ISLAMABAD – Parts of Pakistan’s commercial hub, Karachi, continued to be submerged Monday, days after record-breaking rainfall caused heavy flooding.
“Normal rainfall in Karachi in the month of August is 68 millimeters (6.8 centimeters). This year, we have recorded 587.5 millimeters (58.75 centimeters) so far,” said Muhammad Riaz, the director general of Pakistan’s Meteorological Department.
Last Thursday, the city received more than 23 centimeters of rain, the highest on record in a single day.
Residents in the port city posted cellphone footage of houses destroyed, streets resembling rivers, cars and motorcycles floating, and people swimming.
“What we have witnessed in Karachi today was apocalyptic in some ways. The true hurt & damage will be visible after the water recedes. Nothing but devastation,” resident Fakhr e Alam tweeted along with cellphone video of his neighborhood, where water covered almost half the walls and gates of surrounding houses.
This was 26th street DHA Karachi, my neighborhood….this is why I was worried about my family, my father. What we have witnessed in Karachi today was apocalyptic in some ways. The true hurt & damage will be visible after the water recedes. Nothing but devastation. #KarachiRain pic.twitter.com/loWHBQ1rZC
— Fakhr-e-Alam (@falamb3) August 27, 2020
Another video shot from inside a car showed the bottom part of the steering wheel submerged.
— Siasat.pk (@siasatpk) August 27, 2020
The flooding severely hampered movement, including for emergency vehicles.
“My Uncle in Karachi had a heart attack this evening and relatives and neighbors tried everything from trying to drive him to physically carrying him on their shoulders to get to the hospital, but they couldn’t make it on time and he passed away,” Fatima Akram Hayat said in a tweet.
My Uncle in Karachi had a heart attack this evening and relatives and neighbors tried everything from trying to drive him to physically carrying him on their shoulders to get to the hospital, but they couldn’t make it on time and he passed away. #KarachiRain
— Fatima Akram Hayat (@fatimakramhayat) August 27, 2020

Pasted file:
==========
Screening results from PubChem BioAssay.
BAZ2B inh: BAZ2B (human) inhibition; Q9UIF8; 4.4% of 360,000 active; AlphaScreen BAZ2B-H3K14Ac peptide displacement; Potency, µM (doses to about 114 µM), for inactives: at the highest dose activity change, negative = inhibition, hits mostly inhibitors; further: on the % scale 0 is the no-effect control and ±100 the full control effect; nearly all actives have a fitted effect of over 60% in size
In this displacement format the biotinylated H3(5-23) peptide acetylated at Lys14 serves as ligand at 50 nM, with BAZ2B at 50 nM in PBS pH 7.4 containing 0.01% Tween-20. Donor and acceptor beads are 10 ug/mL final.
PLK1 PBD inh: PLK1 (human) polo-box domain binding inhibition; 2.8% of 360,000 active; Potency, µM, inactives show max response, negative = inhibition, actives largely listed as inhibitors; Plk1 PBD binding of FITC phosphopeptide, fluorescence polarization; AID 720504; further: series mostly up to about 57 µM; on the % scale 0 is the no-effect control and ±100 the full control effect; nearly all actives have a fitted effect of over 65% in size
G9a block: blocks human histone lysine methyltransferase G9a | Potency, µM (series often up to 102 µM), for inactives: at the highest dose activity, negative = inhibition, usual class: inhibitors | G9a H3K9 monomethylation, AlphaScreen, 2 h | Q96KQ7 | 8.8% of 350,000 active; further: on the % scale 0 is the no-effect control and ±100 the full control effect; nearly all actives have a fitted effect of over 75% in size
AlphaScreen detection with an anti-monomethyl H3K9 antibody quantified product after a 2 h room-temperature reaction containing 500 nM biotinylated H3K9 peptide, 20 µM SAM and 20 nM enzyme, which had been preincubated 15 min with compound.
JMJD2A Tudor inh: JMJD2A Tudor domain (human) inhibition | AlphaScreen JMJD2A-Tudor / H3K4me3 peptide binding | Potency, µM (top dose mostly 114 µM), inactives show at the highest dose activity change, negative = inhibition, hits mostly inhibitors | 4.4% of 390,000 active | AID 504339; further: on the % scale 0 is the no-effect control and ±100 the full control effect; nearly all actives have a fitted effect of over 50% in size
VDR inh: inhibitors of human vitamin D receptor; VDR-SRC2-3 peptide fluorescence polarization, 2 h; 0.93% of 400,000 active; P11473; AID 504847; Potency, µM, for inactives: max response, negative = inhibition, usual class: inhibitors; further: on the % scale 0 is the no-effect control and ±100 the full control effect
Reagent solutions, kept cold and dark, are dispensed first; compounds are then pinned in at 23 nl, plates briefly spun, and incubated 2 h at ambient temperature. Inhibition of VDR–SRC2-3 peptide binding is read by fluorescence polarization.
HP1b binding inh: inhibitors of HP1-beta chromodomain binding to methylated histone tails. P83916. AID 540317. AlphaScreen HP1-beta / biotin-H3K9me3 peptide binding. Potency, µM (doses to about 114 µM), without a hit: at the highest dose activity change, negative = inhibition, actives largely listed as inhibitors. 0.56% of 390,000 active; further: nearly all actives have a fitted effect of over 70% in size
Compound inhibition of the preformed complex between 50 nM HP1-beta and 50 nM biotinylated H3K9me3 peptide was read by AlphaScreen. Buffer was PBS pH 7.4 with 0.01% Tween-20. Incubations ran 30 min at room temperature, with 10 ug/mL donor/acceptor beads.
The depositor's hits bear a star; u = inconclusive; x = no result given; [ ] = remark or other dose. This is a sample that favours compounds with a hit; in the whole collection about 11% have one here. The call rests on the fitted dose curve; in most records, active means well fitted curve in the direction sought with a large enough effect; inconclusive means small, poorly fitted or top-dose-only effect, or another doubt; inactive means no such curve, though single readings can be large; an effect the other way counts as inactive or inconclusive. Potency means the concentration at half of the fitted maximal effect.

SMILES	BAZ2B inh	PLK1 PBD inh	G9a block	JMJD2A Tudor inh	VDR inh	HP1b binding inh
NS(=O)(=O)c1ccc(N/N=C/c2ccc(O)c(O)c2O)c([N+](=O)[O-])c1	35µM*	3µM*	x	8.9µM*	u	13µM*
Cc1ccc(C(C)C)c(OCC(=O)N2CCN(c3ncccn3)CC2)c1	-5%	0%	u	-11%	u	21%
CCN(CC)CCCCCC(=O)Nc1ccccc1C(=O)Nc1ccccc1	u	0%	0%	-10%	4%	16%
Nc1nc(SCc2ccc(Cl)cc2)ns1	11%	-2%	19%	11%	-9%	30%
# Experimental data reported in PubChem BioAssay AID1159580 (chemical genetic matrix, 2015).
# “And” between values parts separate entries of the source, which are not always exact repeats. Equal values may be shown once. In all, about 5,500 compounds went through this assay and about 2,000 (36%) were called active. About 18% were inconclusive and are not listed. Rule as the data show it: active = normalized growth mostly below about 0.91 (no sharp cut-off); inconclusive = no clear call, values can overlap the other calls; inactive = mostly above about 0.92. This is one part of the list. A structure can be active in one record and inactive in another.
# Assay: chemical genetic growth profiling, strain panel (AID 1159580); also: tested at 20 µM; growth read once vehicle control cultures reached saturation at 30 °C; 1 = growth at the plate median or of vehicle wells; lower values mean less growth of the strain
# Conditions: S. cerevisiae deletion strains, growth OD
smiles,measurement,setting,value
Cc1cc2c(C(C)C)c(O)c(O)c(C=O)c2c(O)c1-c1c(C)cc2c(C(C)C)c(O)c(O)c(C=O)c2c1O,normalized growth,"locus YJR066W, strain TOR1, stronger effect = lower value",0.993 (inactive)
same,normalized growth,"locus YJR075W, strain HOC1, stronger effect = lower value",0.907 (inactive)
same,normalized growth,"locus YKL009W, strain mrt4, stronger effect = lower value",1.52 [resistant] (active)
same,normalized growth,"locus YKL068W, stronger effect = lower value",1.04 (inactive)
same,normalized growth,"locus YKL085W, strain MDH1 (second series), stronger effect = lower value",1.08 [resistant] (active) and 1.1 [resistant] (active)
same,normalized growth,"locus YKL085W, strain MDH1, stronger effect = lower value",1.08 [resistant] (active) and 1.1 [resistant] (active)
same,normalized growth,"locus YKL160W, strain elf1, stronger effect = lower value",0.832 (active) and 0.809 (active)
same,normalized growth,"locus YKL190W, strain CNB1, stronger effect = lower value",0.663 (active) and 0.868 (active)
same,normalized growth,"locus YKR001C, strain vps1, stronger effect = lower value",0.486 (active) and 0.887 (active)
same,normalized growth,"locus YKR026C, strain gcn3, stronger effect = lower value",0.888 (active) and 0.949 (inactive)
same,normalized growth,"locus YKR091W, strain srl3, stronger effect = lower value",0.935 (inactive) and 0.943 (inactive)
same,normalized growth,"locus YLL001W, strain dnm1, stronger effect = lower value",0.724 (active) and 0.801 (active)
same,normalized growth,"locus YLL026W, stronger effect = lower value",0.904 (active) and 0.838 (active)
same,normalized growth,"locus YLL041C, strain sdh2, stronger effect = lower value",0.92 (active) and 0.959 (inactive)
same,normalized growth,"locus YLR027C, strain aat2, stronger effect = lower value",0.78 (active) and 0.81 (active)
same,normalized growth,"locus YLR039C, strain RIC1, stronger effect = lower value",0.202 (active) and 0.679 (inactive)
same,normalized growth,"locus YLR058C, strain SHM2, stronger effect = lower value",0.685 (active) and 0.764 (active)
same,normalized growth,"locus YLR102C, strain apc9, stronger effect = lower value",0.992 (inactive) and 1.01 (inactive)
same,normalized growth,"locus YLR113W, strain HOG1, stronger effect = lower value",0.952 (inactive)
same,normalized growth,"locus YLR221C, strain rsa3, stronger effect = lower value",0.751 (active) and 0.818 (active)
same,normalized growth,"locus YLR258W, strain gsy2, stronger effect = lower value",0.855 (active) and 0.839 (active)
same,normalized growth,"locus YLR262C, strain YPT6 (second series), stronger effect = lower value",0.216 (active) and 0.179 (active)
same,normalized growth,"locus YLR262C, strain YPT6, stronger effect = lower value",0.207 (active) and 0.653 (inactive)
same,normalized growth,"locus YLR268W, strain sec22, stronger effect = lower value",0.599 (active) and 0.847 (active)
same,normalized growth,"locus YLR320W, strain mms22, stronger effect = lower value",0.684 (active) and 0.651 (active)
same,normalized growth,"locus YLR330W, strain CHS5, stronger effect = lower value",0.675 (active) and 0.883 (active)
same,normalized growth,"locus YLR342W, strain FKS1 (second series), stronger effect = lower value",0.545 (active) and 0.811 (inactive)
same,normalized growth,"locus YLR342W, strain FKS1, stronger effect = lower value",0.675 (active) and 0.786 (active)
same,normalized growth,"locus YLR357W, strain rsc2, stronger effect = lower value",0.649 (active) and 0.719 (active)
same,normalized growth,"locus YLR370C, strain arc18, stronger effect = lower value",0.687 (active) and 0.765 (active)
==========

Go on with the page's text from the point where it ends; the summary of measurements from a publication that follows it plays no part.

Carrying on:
Residents complained of sewage on the streets and in water tanks. Power was out in several areas for days amid sweltering heat and humidity. The outage also caused disruptions in cellphone service, interrupting emergency management and leaving citizens out of touch with loved ones.
In some cases, the electricity cables broke, causing fears of electrocution.
“Few residents located in these zones have also requested us not to power up supply since it may be a safety hazard for them,” tweeted Karachi’s electricity provider, K-Electric.
Meanwhile, authorities said another weather system was hovering over Sindh province, increasing the likelihood of more rains in the coming days.
The large metropolis, considered to be Pakistan’s economic lifeline, has faced problems of overcrowding and unplanned development since the country’s independence in 1947.
“[A] very large majority of its population lives in informal settlements in poorly designed housing with inadequate services,” according to a 2017 working paper, titled, “Drivers of climate change vulnerability at different scales in Karachi.”
Much of the city’s planning woes have been exacerbated over the decades due to corruption coupled with political rivalries among local, provincial and federal governments.
Parts of Karachi are owned by the federal government. In addition, local and provincial governments have set up parallel structures of service delivery, like trash pickup, diluting resources.
“We need to clearly understand who is responsible for what. Until the municipal functions are divided between the federal and provincial governments, problems of delivery will remain,” Murtaza Wahab, the spokesman for Sindh government, told local news channel Geo News.
According to the working paper, bad governance and development shortcomings in Karachi “have created vulnerabilities at different scales that are likely to exacerbate the impacts of climate change-related weather events taking place within the city and elsewhere in the country.”
Development professional Zaigham Khan said overcrowding and slum developments were a result of the city absorbing the social and economic problems of the entire country.
“If there is terrorism in FATA (erstwhile tribal area), locals move to Karachi. When there is war in Afghanistan, the most refugees arrive in Karachi. When there are floods in the country, the affected go to Karachi. If there is insurgency in Balochistan, locals escape to Karachi. If there are no jobs in southern Punjab, the preferred refuge is Karachi,” he said.
Like other metropolitan cities of the world, he said, Karachi needs to be managed by a strong municipal government and an empowered mayor, but he added that local politics intervened in the execution of such an idea.